I would like to try and tackle issue 1002 which addresses how
subversion classifies files as binary or text.
Below I flesh out a proposal I listed in that bug, and list a few
variants. Please let me know if this looks good, and which of the
variants, if any are desired.
The current behavior is described at
To determine whether a contextual merge is possible, Subversion
examines the svn:mime-type property. If the file has no svn:mime-type
property, or has a mime-type that is textual (e.g. text/*), Subversion
assumes it is text. Otherwise, Subversion assumes the file is binary.
http://www.ietf.org/rfc/rfc2046.txt describes the charset mime-type parameter.
Common source code mime-types are misclassified, and that problem is
likely to grow because of current IANA policy.
Mime-types are handed out by the IANA, which only assigns text/*
mime-types for file-types that are meant to be human readable. Source
code is explicitly not considered human readable. This is why many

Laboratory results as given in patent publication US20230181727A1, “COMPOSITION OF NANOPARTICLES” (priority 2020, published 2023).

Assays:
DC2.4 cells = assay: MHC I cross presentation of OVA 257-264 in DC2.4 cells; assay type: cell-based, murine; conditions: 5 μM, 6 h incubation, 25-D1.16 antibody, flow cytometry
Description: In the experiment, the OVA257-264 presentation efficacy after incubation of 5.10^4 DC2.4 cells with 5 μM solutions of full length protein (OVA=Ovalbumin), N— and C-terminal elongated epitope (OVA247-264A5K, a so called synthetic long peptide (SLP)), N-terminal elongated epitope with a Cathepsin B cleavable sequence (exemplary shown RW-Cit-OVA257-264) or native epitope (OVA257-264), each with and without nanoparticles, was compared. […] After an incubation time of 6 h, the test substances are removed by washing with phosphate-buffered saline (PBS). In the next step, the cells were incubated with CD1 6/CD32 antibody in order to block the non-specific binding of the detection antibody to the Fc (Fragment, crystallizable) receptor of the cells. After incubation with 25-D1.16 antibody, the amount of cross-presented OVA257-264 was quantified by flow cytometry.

source code and data mime-types are in the application/* group or
other non text/* groups: application/json, application/ecmascript,
RFC 4288 ( ftp://ftp.rfc-editor.org/in-notes/rfc4288.txt ) says this
Expected uses for the "application" media type
include but are not limited to file transfer, spreadsheets,
presentations, scheduling data, and languages for "active"
To allow proper binary/text determinations for content based on the
same svn:mime-type property now used that recognizes that text/*
mime-types are rarely granted for source code, and that the goal of a
revision control system is to store source code.
This determination should not be overly sensitive to the version of
subversion used, which makes a frequently updated mime-type list
Classify a file as text if any of the following are true
(1) the existing classification algorithm classifies it as text
(2) the svn:mime-type property includes a attribute ";charset=..."
with a non-blank charset name.
Append the criteria above with
(3) Use the charset from svn:charset if there is none from (2)
If the charset from (2/3) is not recognized, ignore it.
If the charset from (2/3) is recognized but the file is not correctly
encoded with it.
If the charset is "UTF-8" and the byte sequence contains a sequence
not allowed in UTF-8 (e.g. byte 0xFF) then ignore it.
Received on 2009-11-12 23:06:25 CET